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UCLan Helps Tackle Malnutrition in Pakistan

The Pakistani population, especially women and children, has among the highest rates of under-nutrition in the world. The prevalence of chronic malnutrition and stunting among children under five is 43.7 percent. Pakistan also has the second highest prevalence of severely wasted children, with global acute malnutrition rates of 17 percent.

These are the staggering statistics that drive the Abaseen Foundation to support the people of Pakistan through various projects and fundraising initiatives. UCLan has been working with the Abaseen Foundation for around 10 years in helping to facilitate these projects, including an ongoing initiative called Pennies from Heaven which has been running for several years and sees employees at UCLan donating the pennies from their monthly wage to the charity.

Nicola Lowe, Professor of Nutritional Sciences and Co-Director of the International Institute of Nutritional Science and Food Safety Studies at UCLan, leads on the projects alongside colleagues from UCLan; Dr Mick McKeown, Prof Fiona Dykes, and Dr Pamela Qualter, the Abaseen Foundation, and researchers in Pakistan. Nicola’s expertise lie in micronutrients such as zinc and iron, which are essential for human survival. It’s with this knowledge that Nicola has conducted research alongside colleagues in the UK and Pakistan into the challenges and opportunities of Nutrition Policy in the country.

This research is driven by the primary concerns identified by the communities they are helping, and has involved developing nutrition support services at a local hospital, intervening where children are diagnosed with malnutrition, supplying nutrients, and providing education for mums around breastfeeding and weening foods. Projects have also provided education on cooking and making the best use of the food that is available to the communities so they can be self-sufficient in the future and don’t need to rely on expensive supplements. The next piece of research is about to begin around the effect that providing school lunches has on improving children’s cognitive development.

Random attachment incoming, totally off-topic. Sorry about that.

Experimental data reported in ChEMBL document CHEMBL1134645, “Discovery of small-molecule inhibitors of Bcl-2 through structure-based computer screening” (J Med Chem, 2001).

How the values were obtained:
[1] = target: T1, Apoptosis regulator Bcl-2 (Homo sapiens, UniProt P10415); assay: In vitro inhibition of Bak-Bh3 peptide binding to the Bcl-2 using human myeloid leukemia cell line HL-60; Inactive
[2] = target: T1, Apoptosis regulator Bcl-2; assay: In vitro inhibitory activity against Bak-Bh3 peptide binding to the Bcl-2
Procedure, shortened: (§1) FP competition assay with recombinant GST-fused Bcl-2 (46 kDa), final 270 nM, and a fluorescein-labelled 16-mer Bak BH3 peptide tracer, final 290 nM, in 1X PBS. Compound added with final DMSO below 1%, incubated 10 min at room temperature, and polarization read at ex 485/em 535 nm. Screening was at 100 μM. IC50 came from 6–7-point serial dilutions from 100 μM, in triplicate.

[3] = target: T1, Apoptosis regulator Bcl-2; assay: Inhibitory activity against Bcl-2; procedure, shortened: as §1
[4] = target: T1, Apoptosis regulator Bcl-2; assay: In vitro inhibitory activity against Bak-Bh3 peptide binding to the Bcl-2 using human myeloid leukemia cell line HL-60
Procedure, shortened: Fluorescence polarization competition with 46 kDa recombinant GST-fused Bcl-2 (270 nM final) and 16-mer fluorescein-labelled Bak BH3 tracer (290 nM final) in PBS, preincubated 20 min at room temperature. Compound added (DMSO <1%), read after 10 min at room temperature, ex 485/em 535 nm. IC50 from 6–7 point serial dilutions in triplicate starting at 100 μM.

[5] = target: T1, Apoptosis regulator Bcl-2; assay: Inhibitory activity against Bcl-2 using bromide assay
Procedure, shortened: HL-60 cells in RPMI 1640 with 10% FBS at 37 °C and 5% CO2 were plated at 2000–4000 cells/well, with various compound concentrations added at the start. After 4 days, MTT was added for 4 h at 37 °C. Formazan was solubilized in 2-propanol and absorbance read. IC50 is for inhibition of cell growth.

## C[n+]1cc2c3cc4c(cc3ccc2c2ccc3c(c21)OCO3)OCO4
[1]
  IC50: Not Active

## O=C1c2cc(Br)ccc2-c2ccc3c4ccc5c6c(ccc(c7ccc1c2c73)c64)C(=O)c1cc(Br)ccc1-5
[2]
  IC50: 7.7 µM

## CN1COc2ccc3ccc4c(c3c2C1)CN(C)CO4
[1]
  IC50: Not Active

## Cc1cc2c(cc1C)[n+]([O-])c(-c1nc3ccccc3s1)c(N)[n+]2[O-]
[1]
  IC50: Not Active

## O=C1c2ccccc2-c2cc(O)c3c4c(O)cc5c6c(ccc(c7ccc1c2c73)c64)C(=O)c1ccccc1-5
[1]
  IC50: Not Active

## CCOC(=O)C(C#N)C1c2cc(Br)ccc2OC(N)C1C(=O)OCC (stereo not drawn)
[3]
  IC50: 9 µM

The newest initiative developed by the charity and the University involves supporting two schools in very poor and marginalised communities in North West Pakistan. One of which was built by the Abaseen Foundation and is based on the brick kilns, where children, particularly the girls, wouldn’t otherwise have access to education. With the support of Interim Vice-Chancellor Mike Thomas, UCLan has proposed plans to support two children each year from these schools to gain a fully funded scholarship to study at UCLan.

At least one of these scholarships will go to a girl, as girls in these communities generally don’t have the opportunity to study past primary school level. The proposal also puts forward a PhD scholarship for a UK based student of Pakistani heritage to travel to Pakistan and undertake research that will benefit the health and wellbeing of these communities. This postgraduate scholarship is planned to be available to a new student every three years.
Professor Lowe commented on the work done with the Abaseen Foundation: “The challenges we face in Pakistan relating to poverty and malnutrition are immense but we can, and have already, made a real difference in these marginalised communities by working in partnership with community leaders and members.

“It is a privilege to work with the Abaseen Foundation, and as an academic at UCLan, I appreciate all the support that UCLan has given me over the years to do this important research. These new student scholarships, offered by UCLan, are very exciting and will hopefully inspire the next generation of researchers to continue this work into the future.”

For more information on the work of the Abaseen Foundation
visit www.abaseenfoundation.org.uk